The Export and Import (EXIM) Bank of United States has signed an agreement with the Ghana Export-Import Bank (GEXIM) that will extend financial support to businesses under the One District, One Factory programme.
The pact, dubbed the ‘Cooperation Framework Agreement,’ is an arrangement whereby the U.S. EXIM Bank will give US$300 million to GEXIM – and the latter will further on-lend to Ghanaian SMEs under the One District, One Factory programme for the purchase of U.S. goods and services. This means companies which benefit from the funds would have to use the money to purchase equipment or services from the United States only.
Up to US$10million can be disbursed to a company under this facility. Commenting at the agreement’s launch in Accra, the U.S. Ambassador to Ghana, Stephanie S. Sullivan, said the pact will transform the country’s manufacturing sector as it will make credit available on very flexible terms.
“For many Ghanaian businesses and entrepreneurs, it is difficult to obtain credit at affordable rates and with realistic repayment terms so they can expand their businesses. This collaboration between our respective Export-Import banks creates a welcome opportunity for companies to adopt cutting-edge U.S. technologies and equipment and to finance them at competitive rates.
“Partnerships such as this which support the private sector are key to creating economic opportunities. This financing facility is an opportunity for Ghanaian businesses to access world-class U.S. technology and equipment to drive their expansion plans forward,” she said.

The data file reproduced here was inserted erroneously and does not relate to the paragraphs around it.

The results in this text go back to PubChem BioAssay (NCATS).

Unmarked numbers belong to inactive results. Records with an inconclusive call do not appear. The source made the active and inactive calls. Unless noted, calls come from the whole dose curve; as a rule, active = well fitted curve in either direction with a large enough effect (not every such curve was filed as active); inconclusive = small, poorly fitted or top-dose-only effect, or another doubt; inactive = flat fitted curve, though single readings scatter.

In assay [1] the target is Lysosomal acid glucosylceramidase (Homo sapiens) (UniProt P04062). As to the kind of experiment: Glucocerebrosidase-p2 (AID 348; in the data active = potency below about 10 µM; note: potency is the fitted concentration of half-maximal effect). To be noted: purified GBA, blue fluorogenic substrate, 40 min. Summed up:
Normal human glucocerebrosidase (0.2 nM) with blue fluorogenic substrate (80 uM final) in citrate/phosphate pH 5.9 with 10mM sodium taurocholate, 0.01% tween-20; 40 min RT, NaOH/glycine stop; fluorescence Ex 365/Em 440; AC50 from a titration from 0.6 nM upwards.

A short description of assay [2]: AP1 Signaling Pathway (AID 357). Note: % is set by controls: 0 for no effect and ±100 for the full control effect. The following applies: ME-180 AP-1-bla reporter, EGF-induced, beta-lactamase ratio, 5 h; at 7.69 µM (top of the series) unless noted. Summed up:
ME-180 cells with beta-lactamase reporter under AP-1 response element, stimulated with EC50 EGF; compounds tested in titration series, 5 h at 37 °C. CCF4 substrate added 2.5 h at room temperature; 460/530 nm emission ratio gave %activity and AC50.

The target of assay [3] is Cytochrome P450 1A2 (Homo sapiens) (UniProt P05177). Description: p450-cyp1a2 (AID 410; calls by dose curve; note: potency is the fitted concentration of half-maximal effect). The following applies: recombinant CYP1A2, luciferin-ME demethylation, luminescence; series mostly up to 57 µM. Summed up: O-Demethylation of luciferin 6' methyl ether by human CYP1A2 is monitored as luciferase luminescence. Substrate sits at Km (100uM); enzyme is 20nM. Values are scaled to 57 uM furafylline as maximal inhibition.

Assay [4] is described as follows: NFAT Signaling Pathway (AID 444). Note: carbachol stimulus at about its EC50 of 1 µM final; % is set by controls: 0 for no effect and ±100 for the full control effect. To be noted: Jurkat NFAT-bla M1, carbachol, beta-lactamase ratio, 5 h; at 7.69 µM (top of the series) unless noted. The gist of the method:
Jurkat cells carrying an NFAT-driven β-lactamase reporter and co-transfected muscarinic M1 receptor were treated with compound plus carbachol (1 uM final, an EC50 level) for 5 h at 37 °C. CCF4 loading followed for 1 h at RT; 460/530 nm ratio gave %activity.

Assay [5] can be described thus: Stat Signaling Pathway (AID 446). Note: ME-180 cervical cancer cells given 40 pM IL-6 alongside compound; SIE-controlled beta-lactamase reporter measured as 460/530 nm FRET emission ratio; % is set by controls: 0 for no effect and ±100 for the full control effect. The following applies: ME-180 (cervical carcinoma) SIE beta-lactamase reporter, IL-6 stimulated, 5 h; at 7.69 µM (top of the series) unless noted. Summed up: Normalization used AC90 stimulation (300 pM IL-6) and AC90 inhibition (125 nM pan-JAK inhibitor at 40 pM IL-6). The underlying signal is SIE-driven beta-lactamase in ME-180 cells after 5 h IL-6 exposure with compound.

The Vice-President of U.S. EXIM Bank, Bonnie Cybulko, also said the agreement confirms President Trump’s interest in African countries through the Prosper Africa initiative that seeks to create jobs on the continent and support American exporters, and supply chain jobs in multiple industries in the United States.
CEO of GEXIM, Lawrence Agyinasam, said the agreement will better-equip his outfit in providing financial support to companies under the One District, One Factory programme.
“I am extremely delighted about this cooperation framework under which EXIM can provide up to US$300million in guarantees for GEXIM’s clients to source and procure machinery and equipment from the United States for their factories.
“As the lead financing institution mandated to support government’s One District, One Factory programme, GEXIM will be better-positioned to empower and equip private-sector operators situated in each district to add value to their raw materials through processing and final export,” he said.
Finance Minister Ken Ofori-Atta also said disbursement of the funds will boost local industries and help reduce the high importation that has contributed to the cedi’s depreciation this year. “We are excited about the facility because it will really now show government’s commitment to the 1D1F programme.
We have challenges in the stability of our foreign exchange, and it is simply because we are importing things like tooth-picks, among others.
We should be able to ensure that we are able to produce some of these things for ourselves and turn people into entrepreneurs and manufacturers as opposed to traders.
Now is the time to make sure that our capacity to generate foreign exchange is much more than what we spend,” he said.
The Cooperation Framework Agreement will remain in effect until April 3, 2022. All transactions will be approved individually and are subject to EXIM’s due diligence in finding reasonable assurance of repayment and compliance with all other EXIM requirements and policies.